Endocarditis is an infection of the inner lining of one's heart. This occurs when the bacteria or germs from another part of one's body such as the mouth spread through the blood stream and attach to the damaged areas in the heart. Endocarditis is more common in older people, and 50% of all cases occur in patients over the age of 50. Whereas, in children and young adults, most cases of endocarditis occur in those with congenital heart defects.
The offending organism may enter one's bloodstream through:
• Everyday oral activities can allow bacteria to enter the bloodstream especially if one's teeth and gums are in poor condition.
• An infection or other medical condition such as Gum disease, Intestinal disorder or inflammatory bowel disease.
• Dental procedures that include cutting the gums may allow bacteria to enter the bloodstream.
• Catheters as well as contaminated needles and syringes are also a concern for people who use Intravenous drugs.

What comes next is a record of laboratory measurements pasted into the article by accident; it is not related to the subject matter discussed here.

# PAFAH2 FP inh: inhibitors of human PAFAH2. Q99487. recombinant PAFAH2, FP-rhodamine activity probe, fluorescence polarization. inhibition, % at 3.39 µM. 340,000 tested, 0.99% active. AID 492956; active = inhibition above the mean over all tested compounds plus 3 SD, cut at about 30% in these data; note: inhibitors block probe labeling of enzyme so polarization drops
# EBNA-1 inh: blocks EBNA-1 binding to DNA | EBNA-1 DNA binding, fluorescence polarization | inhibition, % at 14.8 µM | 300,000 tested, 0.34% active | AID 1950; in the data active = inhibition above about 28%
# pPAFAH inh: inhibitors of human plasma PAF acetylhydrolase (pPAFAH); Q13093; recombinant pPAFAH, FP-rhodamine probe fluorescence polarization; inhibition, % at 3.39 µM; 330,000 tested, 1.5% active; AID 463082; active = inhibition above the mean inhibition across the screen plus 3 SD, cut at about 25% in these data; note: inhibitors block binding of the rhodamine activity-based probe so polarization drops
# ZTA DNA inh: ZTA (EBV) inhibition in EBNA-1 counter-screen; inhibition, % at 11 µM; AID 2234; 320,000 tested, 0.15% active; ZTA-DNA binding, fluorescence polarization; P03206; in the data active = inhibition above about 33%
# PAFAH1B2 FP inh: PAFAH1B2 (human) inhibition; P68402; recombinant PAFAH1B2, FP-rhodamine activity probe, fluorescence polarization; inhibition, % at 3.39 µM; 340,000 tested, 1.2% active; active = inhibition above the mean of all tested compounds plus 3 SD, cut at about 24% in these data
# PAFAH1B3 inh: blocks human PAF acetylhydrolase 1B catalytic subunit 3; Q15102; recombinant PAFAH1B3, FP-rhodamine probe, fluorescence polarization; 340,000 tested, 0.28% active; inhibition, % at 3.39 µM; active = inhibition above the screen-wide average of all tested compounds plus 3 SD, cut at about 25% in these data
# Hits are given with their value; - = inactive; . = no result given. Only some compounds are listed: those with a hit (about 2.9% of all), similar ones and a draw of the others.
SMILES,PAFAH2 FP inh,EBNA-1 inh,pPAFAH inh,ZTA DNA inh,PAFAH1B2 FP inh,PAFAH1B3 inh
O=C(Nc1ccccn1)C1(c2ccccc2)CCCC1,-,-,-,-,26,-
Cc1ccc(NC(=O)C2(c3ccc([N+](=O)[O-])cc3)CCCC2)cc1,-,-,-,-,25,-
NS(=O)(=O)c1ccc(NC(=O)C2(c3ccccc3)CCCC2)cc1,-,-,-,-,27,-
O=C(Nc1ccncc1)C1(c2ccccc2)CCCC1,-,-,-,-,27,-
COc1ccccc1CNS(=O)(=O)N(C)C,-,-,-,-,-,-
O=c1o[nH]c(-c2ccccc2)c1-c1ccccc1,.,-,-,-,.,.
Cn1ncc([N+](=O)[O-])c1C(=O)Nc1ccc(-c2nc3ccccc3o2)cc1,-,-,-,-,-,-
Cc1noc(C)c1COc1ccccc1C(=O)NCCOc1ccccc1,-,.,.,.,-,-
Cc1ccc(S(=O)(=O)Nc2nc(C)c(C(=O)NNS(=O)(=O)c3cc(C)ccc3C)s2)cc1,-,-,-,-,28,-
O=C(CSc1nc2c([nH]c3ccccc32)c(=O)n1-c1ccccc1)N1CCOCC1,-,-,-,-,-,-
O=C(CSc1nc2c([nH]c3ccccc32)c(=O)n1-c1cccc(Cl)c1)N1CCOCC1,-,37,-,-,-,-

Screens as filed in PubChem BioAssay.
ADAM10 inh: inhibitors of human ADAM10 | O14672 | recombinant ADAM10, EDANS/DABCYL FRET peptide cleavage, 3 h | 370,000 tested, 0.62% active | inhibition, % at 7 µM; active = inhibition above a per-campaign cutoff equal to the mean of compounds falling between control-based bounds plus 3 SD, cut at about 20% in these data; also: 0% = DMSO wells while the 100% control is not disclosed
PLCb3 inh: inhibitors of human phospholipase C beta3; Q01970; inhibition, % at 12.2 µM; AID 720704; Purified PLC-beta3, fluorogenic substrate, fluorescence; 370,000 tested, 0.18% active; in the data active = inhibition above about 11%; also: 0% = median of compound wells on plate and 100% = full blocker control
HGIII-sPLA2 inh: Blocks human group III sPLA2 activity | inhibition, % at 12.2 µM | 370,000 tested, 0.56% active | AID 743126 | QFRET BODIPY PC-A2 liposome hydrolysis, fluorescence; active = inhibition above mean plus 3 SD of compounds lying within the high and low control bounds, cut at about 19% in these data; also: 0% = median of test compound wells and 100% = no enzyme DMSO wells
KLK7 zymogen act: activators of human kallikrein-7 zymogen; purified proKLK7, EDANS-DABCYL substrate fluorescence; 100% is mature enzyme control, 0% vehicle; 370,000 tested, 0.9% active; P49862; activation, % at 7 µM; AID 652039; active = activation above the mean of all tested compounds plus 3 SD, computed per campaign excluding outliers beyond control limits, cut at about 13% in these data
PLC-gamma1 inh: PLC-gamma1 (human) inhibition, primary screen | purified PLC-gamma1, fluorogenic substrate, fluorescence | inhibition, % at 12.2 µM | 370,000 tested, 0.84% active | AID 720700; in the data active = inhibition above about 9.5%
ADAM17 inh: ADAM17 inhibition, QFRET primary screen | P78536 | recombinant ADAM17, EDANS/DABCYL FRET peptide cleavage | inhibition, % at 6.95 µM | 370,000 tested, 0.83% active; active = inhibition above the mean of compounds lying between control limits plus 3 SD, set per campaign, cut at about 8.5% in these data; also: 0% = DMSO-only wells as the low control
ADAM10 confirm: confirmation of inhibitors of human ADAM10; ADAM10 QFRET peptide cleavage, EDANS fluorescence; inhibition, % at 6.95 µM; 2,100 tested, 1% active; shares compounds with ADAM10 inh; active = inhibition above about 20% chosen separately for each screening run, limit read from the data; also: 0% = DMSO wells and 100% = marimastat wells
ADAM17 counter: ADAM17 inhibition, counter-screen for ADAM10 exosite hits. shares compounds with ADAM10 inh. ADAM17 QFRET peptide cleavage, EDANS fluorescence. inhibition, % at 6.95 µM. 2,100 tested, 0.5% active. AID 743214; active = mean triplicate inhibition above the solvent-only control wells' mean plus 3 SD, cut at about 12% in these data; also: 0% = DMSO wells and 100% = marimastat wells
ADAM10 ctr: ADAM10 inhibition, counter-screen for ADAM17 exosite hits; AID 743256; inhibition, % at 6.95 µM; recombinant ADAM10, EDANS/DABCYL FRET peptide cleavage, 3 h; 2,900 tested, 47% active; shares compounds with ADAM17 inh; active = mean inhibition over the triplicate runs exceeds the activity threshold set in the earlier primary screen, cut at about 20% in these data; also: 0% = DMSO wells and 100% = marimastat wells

The symptoms of Endocarditis include:
• Fever and chills
• Night sweats
• Fluid collection in the legs, feet and abdomen
• Shortness of breath
• Occasionally, scattered small skin lesions
People are at an increased risk of endocarditis if they have:
• Artificial heart valves
• Congenital heart defects
• A history of endocarditis
• Damaged heart valves
• History of intravenous illegal drug use
If you develop any signs and symptoms of Endocarditis, contact your doctor immediately for an evaluation!